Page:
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About the Author

Liisa Leeve
Journalism Student (Helsinki, Finland)

I'm a journalism student from Helsinki Finland. My special interest in this competition is to discuss issues related to the empowerment of women.

Post

Young people taking control over HIV/AIDS

Published 14th July 2010 - 15 comments - 1949 views -

It's not often we get good news from the HIV/AIDS front with the desease still spreading in developing and developed countries alike. This week on Tuesday, however, the UN programme on HIV/AIDS called UNAIDS published a report in which they stated that popularisation of safe sex practices among young people has resulted in a 25% decrease in HIV prevalence in the most affected countries in the world.

There are currently 33.4 million people living with HIV in the world and of those 22.4 million are in Sub-Saharan Africa. Despite the good news there is a desperate need of access to antiretroviral therapy in the poorest areas of the world.

UNAID released their OUTLOOK 2010 report on Tuesday. It's well worth looking into, as it is very well illustrated with graphics and visuals and it contains very interesting voices and oppinions. It's a very good looking report! Here is a link to it.

Photo by United Nations Photo courtecy of Flickr Creative Commons

Category: Health | Tags:


Comments

  • Carmen Paun on 14th July 2010:

    There is also the HIV/ AIDS international conference taking place in Vienna these days for those that are interested on the topic: http://www.aids2010.org/Default.aspx?pageId=208


  • Andrea Arzaba on 14th July 2010:

    Thank you Liisa, I really hope next time the statistics will change for good.


  • Liisa Leeve on 14th July 2010:

    Thanks for your comments! As I was reading the report I found especially outrageous that 62 percent of HIV infected children are not getting the antiretroviral therapy they need. It’s estimated that eliminating HIV contraction in childbirth would cost 610 million USD per year. That’s not very much if you think about it.


  • Iwona Frydryszak on 14th July 2010:

    thanks. the visualisations are great. i like how the report was done. UN is really following trends smile great inspiration to read during weekend.


  • Hussam Hussein on 14th July 2010:

    Nice report! Thx


  • Iris Cecilia Gonzales on 15th July 2010:

    Liisa,

    This is encouraging. Thanks for this post. I agree with Andrea. Hope the statistics change for good.


  • Liisa Leeve on 15th July 2010:

    Hi guys! Thanks again for the comments!

    Iwona, I agree that the UN has really outdone themselves in creating a really up-to-date publication with this one. It really invites you to read it with its magazine-like look. Often reports are really dull and dry looking which makes them hard to take up and start reading.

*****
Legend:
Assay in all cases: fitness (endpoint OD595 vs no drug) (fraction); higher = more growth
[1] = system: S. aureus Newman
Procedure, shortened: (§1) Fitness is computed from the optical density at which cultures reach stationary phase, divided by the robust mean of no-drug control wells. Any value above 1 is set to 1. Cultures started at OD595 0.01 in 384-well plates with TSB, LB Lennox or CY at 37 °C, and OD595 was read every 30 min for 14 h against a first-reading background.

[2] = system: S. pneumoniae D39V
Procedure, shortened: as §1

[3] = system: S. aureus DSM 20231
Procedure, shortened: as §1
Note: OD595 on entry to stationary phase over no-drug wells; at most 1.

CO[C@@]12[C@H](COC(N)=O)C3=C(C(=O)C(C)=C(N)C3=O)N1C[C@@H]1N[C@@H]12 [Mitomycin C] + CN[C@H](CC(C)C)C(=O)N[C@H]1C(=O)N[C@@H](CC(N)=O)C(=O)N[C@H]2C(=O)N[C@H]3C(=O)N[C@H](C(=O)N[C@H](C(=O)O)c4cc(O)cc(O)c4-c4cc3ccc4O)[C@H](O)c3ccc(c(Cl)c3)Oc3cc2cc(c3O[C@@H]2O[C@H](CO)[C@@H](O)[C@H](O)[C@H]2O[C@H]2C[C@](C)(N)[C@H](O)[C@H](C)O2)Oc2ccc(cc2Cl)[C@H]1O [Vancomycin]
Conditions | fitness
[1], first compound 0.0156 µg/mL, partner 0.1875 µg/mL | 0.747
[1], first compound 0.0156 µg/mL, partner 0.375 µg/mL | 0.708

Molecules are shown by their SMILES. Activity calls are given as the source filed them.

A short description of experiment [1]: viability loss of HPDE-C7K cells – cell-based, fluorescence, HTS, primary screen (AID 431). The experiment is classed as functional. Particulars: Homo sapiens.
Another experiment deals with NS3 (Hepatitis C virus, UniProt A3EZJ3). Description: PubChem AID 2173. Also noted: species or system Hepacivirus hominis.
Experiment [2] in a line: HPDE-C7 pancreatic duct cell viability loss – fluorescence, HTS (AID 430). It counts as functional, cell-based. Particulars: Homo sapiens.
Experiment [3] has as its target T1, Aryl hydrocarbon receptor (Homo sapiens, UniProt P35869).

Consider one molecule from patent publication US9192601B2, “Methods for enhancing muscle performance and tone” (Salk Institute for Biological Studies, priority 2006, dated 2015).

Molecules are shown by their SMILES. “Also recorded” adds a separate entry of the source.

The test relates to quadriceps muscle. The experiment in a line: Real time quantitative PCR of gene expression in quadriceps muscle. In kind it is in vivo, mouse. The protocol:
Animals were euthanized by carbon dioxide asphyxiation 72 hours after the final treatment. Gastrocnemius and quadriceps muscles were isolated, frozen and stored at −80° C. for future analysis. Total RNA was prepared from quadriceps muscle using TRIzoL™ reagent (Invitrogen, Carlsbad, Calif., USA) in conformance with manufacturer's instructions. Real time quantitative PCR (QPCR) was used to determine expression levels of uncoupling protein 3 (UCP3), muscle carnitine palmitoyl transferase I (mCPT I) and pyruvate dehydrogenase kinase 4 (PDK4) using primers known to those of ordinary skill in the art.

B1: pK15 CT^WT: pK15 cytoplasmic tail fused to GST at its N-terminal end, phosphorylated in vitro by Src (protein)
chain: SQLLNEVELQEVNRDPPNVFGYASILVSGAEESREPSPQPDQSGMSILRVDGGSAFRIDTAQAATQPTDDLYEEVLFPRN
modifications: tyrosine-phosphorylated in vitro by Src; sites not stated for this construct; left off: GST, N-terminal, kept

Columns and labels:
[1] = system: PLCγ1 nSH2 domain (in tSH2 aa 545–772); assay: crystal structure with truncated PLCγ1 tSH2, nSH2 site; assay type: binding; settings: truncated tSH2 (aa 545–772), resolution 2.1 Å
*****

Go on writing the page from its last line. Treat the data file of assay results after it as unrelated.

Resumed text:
This is the kind of material all organisations should be producing to get people’s attention and to get them reading!


  • Luan Galani on 15th July 2010:

    Thanks for some information on this, Liisa. Regardind Africa, we have to bare in mind that HIV is connected to rape, a ruthless but powerful weapon. Things are so interconnected.


  • Hussam Hussein on 15th July 2010:

    Thanks Liisa and Luan for your contributions, as Luan said, HIV in Africa is really interconnected to many different issues, such as sexual violences..


  • Liisa Leeve on 18th July 2010:

    Hi Hussam and Luan! Do you have any links to any articles or statistics on the sexual violence in Africa you mention? Is it more prevalent than in other countries? I’d like to know more.


  • Hussam Hussein on 18th July 2010:

    Hi Liisa!
    Actually, I read some months ago a paper on this issue, but it was focused on South Africa, that as we know, it’s a particular case.
    The paper basically said that the results of an empirical analysis that links rising rates of HIV/AIDS in South Africa’s provinces to increasing incidents of rape and indecent assault in the provinces. The paper concludes that HIV/AIDS has been a contributing factor to the rise in indecent assaults (which includes assaults and rape of children age 0-12), while less of a factor in cases of rape of women over the age of 12.
    http://www.allacademic.com//meta/p_mla_apa_research_citation/2/5/3/0/0/pages253003/p253003-1.php

    I think that this is a very interesting issue, and in these days I’m spending in Geneva I will try to go deeper on this issue.


  • Luan Galani on 18th July 2010:

    Hi Liisa,

    Yes, I have some. It is a very important topic indeed.

    http://www.irinnews.org/Report.aspx?ReportId=89802

    http://www.news24.com/Africa/News/Child-raped-every-3-min-report-20090603

    http://english.aljazeera.net/news/africa/2008/11/2008111201216476354.html

    http://www.theafricareport.com/archives2/in-the-know/3282303-no-safe-place-from-rape.html


  • Liisa Leeve on 19th July 2010:

    Thanks for the links Hussam and Luan! It’s all just incredibly awful. How can anyone change such a deep rooted culture of violence and deglect of the victims? As long as the perpetrators get away with it there’s no way of stopping it… Makes me so sad.


  • Luan Galani on 21st July 2010:

    Liisa,

    I do not have an answer to such question, but a new initiative caught my attention and it reminded me of you.

    The UN launched today a new UNAIDS High Level Commission on HIV Prevention, which includes more than 15 world renowned leaders. They say that over 7,000 new HIV infections occur every day.  “Today, for every 2 persons starting treatment, 5 new infections occur”, said Professor Barré-Sinoussi, Nobel Laureate in Medicine for her role in the discovery of HIV.

    Check out: http://www.unaids.org/en/knowledgecentre/resources/presscentre/pressreleases/2010/20100721_pr_preventioncommission.asp


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